October 17, 2018

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Halloween Horror: Deep Roots by Watters, Rodrigues, Farrell and Bidikar


Deep Roots 
Written by Dan Watters 
Art by Val Rodrigues 
Colored by Triona Farrell 
Lettered by Aditya Bidikar 
Published by Vault Comics 

It doesn't matter how good your idea is, it’s all about the execution. And there are some ideas where there’s such potential for them to go not just bad but HORRIBLY wrong. The elevator pitch for the Vault Comics book Deep Roots is just such an idea (“Plants and trees rising up, killing the evil humans that threaten and destroy them!” “WHEN PLANTS ATTACK!!”). Maybe if you’re lucky you get something cheesy and so-stupid-it’s-fun, and at its worst, you get The Happening (I haven’t seen it, but I’ve not heard good things). Or, maybe you get something scary, weird, unsettling, and poetic, like Deep Roots. Deep Roots is fundamentally scary, but also weird and beautiful - as I’ve said recently, I’m not a horror person but if I keep reading stories as compelling as Deep Roots I might need to rethink that stance.

There is another world (called, appropriately enough, “Otherworld”) that exists beneath ours, or beside it. The Otherworld is the domain of flora - while the most vicious animal (humans) rule over our world, the Otherworld is the domain of trees and other plants - it doesn’t seem to have intelligence or consciousness in the exact same way, but there is certainly thought, feeling, and awareness. It’s connected to our world, and what happens in our world affects the Otherworld.

With all the other things going on in our world right now, you might not have reflected recently on the fact that our environment isn’t getting any better, cleaner or healthier. And if you accept that flora has some sort of intelligence, then centuries of pollution (of the air, water or land), deforestation and the inevitable march of human “civilization” are going to feel like a continuous, brutal attack against the very existence of the plant kingdom. And eventually...that might warrant a response. Deep Roots is the story of that response, and it’s a hell of a story. I’m not going to give too much more away, both because I want a reader to discover the story details for themselves, and because telling you the plot of Deep Roots isn’t even really telling you the story.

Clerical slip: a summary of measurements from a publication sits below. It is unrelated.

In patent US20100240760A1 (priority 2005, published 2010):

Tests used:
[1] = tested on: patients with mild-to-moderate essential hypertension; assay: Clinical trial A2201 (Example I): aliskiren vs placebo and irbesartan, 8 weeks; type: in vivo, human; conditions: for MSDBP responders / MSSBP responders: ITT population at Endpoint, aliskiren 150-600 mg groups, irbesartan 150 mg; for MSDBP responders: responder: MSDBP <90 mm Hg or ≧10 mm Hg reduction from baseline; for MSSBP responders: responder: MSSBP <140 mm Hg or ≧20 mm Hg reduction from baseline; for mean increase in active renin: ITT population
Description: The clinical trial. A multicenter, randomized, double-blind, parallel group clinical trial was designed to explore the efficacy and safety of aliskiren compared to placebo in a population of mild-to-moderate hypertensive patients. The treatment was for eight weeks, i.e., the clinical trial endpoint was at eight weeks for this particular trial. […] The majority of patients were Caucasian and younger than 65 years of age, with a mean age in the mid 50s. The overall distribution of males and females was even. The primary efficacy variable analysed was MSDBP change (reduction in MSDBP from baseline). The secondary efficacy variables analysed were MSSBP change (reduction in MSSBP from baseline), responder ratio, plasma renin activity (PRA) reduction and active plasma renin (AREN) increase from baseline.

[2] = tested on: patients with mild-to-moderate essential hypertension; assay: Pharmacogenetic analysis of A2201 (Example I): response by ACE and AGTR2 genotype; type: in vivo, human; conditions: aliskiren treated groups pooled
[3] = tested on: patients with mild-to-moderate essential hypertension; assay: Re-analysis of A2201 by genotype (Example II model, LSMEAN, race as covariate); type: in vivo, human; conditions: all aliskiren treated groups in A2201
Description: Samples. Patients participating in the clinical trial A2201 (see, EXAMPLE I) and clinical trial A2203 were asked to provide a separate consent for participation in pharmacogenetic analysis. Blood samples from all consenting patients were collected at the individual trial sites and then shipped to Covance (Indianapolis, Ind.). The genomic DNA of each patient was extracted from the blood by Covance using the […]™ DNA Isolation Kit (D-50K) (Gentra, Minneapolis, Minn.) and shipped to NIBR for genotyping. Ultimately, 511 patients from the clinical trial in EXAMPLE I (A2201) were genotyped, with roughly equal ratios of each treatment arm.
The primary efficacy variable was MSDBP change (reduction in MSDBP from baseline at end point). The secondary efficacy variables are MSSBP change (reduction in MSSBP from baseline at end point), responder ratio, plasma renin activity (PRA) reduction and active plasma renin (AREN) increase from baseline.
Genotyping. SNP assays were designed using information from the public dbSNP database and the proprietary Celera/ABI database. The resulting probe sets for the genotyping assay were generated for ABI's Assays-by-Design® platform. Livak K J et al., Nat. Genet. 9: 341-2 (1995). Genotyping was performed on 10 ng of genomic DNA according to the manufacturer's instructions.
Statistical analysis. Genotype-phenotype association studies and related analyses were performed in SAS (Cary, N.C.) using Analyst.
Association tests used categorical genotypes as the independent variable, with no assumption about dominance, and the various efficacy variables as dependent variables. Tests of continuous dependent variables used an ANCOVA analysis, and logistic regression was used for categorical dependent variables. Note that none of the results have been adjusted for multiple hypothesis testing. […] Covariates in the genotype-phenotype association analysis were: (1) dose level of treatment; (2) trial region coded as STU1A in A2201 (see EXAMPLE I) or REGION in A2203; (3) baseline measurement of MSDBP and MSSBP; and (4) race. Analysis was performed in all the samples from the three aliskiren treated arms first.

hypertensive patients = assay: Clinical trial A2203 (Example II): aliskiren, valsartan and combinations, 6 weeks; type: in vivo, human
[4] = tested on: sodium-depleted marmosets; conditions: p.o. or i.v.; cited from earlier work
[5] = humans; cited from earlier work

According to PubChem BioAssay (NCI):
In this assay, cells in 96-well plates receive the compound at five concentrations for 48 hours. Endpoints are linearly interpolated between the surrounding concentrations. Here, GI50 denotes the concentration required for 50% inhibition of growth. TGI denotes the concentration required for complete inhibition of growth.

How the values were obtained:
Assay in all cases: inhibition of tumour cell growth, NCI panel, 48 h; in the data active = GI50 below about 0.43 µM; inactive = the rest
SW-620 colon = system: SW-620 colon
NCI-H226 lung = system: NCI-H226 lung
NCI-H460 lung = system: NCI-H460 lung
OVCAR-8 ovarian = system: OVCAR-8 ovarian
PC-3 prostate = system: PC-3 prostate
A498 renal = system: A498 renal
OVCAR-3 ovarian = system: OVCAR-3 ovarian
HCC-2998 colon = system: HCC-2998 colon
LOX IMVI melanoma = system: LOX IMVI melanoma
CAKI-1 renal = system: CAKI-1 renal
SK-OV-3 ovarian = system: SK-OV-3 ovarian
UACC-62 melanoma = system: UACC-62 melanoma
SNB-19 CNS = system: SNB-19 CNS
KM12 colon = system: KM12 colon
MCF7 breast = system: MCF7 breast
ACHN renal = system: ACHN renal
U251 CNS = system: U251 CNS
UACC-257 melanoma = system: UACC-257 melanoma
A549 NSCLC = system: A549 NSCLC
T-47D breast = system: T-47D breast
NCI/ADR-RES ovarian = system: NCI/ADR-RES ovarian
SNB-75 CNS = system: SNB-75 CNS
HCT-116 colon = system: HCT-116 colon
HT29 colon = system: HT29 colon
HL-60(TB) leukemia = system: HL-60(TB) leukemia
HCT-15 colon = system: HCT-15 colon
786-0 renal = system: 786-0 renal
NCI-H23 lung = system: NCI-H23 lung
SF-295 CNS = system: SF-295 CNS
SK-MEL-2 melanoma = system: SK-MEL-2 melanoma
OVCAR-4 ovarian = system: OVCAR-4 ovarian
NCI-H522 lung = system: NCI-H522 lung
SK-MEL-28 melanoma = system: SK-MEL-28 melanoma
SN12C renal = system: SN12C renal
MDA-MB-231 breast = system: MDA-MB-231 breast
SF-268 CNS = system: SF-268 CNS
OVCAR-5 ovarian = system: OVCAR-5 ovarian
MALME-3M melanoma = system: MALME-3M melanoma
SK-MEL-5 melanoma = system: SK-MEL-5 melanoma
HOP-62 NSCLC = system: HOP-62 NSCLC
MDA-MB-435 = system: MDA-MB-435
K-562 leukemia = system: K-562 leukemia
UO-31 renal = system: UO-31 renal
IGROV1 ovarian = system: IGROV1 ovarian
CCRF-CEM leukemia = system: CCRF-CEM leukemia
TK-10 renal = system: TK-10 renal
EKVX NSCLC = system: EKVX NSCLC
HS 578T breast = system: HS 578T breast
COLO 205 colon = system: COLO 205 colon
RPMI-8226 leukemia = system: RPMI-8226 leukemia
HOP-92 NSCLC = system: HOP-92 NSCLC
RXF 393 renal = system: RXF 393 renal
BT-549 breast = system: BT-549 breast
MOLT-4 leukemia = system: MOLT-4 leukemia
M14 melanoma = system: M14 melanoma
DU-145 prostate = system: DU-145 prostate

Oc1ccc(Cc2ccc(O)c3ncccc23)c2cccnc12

There is a lot of attention to detail and thought placed into the world-building. Otherworld really is presented as something “other”. Its nature (and the relationship between Otherworld and our world) is never entirely explained, but I think that feels like an intentional choice, and a good one at that. This story is meant to be a scary mystery - our world is under attack from this weird plant-world, and their world doesn’t function like ours, and they don’t think like we do. In my opinion, one of the worst things about the Star Wars prequels was midichlorians, not just because it seemed silly, but because they took something mysterious and ineffable and turned it into something for which you can take a blood test. So, the Deep Roots team doesn’t fall into that trap; there’s some science-talk, but they let a mystery be a mystery, thus keeping the nature of humanity’s nemesis (and Otherworld generally) unknowable, and therefore a lot scarier. I really appreciate that they’ve kept a number of aspects of the story unexplained - you just go with it, because the world is so beautiful and so compelling. I’m reminded of Pretty Deadly, not in the particulars of the story, but in the way that that book also told a beautifully weird and poetic story and didn’t explain every single thing that’s happening on the page.